Over the last few years, the University of Iowa has been gaining more and more students from out-of-state. You can’t just assume anymore that most of the people in your classes are all from a rural town in Iowa. But with out-of-state tuitions running so much higher than in-state, how are these students affording the price?
Sophomore Kenzie Paulson is a student from Minneapolis that has been working on gaining Iowa residency this year to help with the cost.
“The difference in total tuition and fees for a non-resident in comparison to a resident is massive,” Paulson said. “To put it simply, I'm trying to avoid debt as much as possible. Becoming a resident now is going to take a lot of pressure off of my future financial state.”
Paulson, an international studies major, is paying for her college tuition on her own. After paying for a year of out-of-state tuition, she decided it would be best for her to gain residency before continuing her college career.
“To be honest, I wasn't actually aware of how great of a difference there was between tuition for residents and non-residents as a freshman,” Paulson said. “I also didn't care or think about tuition much because I had scholarships to pay for a good amount of my first two semesters.”
Last summer, Paulson began the process of gaining Iowa residency, which mostly involves living in the state for 12 consecutive months as a declared independent from your parents and supporting yourself relying on only resources from Iowa. You may have seen Paulson working either of her jobs as a lifeguard at the new campus recreation center (CRWC) or as the alumni relations assistant at the College of Law.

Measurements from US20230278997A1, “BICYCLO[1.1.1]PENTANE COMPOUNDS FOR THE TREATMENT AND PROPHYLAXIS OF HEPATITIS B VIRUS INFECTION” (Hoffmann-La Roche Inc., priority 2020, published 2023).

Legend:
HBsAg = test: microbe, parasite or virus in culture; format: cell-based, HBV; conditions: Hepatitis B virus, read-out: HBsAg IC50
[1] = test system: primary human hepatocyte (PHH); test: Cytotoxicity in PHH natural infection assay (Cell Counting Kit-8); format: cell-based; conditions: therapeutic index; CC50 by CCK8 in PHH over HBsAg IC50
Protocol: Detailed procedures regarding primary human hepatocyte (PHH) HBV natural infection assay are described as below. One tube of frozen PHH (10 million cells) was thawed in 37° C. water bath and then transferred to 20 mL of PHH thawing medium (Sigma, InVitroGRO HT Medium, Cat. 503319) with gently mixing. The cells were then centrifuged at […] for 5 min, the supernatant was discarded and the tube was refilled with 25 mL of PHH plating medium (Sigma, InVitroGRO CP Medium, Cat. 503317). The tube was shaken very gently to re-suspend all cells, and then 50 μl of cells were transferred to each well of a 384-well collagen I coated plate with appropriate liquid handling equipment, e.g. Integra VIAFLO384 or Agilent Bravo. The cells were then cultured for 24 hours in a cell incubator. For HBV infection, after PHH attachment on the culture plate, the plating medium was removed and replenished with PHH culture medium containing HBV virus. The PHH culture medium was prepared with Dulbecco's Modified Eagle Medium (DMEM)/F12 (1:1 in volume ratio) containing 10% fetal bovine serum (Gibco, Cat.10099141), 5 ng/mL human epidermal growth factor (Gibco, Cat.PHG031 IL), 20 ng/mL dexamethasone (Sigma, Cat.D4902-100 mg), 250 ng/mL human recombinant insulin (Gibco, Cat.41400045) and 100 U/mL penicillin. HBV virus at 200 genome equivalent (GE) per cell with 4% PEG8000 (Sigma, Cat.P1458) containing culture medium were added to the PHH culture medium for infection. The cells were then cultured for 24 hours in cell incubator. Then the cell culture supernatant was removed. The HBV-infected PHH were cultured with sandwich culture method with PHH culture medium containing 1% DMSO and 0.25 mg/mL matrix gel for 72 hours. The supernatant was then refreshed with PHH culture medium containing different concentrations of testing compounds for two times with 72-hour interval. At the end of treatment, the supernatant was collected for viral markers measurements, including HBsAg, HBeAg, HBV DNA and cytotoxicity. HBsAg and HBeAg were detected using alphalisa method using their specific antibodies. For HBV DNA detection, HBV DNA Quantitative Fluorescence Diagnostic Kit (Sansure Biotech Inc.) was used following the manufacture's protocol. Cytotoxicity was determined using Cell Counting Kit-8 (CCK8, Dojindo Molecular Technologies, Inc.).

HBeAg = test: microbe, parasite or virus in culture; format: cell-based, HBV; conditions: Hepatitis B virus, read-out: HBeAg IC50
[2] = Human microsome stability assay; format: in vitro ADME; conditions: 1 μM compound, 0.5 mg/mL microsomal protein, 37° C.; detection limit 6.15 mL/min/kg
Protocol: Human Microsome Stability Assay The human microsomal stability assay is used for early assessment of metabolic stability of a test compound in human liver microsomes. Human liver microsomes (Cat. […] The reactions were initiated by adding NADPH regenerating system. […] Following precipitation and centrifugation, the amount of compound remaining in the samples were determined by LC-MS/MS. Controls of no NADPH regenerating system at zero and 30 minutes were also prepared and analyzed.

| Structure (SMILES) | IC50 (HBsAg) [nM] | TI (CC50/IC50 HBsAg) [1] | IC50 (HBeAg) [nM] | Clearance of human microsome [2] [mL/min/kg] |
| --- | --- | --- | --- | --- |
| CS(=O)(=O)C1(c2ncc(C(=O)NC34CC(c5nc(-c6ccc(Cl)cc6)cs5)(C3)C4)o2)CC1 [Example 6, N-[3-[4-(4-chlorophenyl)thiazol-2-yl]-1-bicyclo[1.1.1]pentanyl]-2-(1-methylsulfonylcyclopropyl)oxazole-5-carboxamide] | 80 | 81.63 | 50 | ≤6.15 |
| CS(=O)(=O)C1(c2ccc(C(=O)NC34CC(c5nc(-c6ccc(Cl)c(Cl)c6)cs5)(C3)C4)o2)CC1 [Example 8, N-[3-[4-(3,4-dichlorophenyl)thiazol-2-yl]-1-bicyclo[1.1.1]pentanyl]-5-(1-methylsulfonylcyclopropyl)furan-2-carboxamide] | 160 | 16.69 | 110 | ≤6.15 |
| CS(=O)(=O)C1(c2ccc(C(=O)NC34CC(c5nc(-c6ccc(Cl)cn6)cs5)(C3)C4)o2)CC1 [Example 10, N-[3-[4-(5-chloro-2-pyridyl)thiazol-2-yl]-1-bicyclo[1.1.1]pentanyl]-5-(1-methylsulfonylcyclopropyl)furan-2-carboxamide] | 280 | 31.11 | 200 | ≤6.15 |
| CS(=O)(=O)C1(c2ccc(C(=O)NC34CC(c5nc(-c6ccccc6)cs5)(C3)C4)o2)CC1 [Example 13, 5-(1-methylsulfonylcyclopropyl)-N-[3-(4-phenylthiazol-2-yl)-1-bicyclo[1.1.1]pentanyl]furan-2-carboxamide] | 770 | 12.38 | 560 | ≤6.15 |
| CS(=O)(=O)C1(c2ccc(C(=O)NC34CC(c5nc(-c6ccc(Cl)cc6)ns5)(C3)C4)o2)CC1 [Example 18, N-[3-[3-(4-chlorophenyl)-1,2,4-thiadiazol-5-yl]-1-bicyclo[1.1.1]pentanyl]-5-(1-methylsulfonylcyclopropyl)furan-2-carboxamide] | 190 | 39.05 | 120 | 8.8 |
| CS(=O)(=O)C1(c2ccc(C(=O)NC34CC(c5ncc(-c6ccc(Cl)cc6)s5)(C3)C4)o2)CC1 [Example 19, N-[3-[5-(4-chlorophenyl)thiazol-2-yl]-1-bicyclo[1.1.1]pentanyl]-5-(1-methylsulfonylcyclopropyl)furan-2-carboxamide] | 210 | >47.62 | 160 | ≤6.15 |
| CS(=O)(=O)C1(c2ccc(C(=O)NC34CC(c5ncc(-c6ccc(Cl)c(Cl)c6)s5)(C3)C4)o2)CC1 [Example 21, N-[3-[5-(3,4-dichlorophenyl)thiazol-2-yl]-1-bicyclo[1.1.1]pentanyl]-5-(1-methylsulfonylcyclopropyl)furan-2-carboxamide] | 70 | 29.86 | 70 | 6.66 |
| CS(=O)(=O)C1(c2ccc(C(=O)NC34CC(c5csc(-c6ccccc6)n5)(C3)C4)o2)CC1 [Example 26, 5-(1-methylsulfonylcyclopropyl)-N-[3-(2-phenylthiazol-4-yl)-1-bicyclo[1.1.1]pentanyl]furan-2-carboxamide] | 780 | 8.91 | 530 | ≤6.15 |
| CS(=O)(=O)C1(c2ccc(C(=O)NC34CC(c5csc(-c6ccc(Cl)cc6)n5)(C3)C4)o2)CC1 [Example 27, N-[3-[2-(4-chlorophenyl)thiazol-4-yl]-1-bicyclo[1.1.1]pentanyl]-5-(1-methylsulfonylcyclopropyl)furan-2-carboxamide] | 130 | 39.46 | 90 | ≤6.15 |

“It has been slightly stressful as it's a little scary and definitely not easy to completely support yourself on a small hourly wage,” Paulson said.
But even with all that, as well as plans to study abroad next winter, Paulson has still had time to take a few classes and will still graduate within four years from the university. And to Paulson, it’s all been worth it.
“Part of the reason that I love Iowa so much and am set on staying here and becoming a resident is because of the friendships I've made,” Paulson said. “I have wonderful friends here. Gaining residency is worth all of the hoops that you need to jump through. Overall, it has been a learning process that has helped me to gain a lot of independence and responsibility.”